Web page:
The supreme guide of Egypt’s Muslim Brotherhood, Mohammed Badie, is due to appear in court with more than 680 others charged with incitement to kill.
Tuesday’s mass trial comes a day after an Egyptian court sentenced 528 supporters of ousted Islamist President Mohammed Morsi to death.
They were convicted on charges including murdering a policeman and attacks on people and property.
Egyptian authorities have cracked down on the Muslim Brotherhood.
Hundreds have been killed and thousands arrested.
Mohammed Badie was seized along with other Muslim Brotherhood figures after the Egyptian army ousted Mr Morsi last July.
The army stepped in after months of street protests against Mr Morsi – Egypt’s first democratically elected leader.
Mr Badie and others face charges of inciting violence and murder over the deaths of eight anti-Brotherhood protesters outside the movement’s headquarters in Cairo last year.
Following Mr Morsi’s removal from office the Brotherhood set up protest camps in Cairo, at which Mr Badie was a prominent figure.
Supporters of those convicted on Monday protested outside Cairo University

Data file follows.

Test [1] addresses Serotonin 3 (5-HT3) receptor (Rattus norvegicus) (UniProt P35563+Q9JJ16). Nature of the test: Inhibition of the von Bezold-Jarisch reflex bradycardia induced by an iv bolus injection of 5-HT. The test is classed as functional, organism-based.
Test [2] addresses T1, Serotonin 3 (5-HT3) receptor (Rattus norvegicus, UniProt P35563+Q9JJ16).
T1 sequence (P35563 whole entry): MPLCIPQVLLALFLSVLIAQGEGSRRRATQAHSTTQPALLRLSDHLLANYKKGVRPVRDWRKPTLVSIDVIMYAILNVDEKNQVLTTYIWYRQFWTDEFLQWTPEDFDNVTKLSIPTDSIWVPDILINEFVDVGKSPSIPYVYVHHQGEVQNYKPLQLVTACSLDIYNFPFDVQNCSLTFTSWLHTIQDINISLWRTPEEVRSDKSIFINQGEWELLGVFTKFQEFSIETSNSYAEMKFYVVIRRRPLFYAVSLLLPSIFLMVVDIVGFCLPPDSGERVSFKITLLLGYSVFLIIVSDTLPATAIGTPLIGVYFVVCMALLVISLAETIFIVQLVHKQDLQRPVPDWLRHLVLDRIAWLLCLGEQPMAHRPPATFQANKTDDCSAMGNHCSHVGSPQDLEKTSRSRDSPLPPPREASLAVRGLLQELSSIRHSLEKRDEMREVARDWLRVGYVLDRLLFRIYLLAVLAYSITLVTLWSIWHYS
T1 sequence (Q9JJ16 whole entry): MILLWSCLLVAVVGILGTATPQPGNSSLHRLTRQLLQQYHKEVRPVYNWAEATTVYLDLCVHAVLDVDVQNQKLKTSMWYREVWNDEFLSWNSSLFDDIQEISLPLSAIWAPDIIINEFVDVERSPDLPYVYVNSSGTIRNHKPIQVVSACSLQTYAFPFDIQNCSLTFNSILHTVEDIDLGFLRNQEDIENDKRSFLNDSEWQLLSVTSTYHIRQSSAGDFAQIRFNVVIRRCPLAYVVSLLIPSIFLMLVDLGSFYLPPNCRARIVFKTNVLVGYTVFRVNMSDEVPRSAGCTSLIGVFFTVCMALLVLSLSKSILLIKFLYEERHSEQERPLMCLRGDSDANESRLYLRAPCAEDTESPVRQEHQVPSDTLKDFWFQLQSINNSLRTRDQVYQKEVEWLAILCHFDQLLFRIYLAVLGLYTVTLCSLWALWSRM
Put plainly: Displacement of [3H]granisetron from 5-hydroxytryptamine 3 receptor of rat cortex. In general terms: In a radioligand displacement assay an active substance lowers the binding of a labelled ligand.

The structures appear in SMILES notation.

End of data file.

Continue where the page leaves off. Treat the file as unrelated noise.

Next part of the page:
Police eventually dispersed the camps, killing hundreds of protesters, and Mr Badie went into hiding. He was detained in August.
Mr Badie’s 38-year-old son Ammar was among those killed in the protests.
Meanwhile, the Muslim Brotherhood has denounced Monday’s death sentences.
The verdicts must now go to Egypt’s supreme religious authority, the Grand Mufti, for approval or rejection.
Analysts say that although death sentences are often handed down in Egypt, few have been carried out in recent years.
All of those convicted on Monday are expected to appeal.
Tuesday’s trial will take place at the same court in Minya, south of the capital, Cairo.
The Brotherhood has been declared a terrorist organisation and authorities have punished any public show of support for it.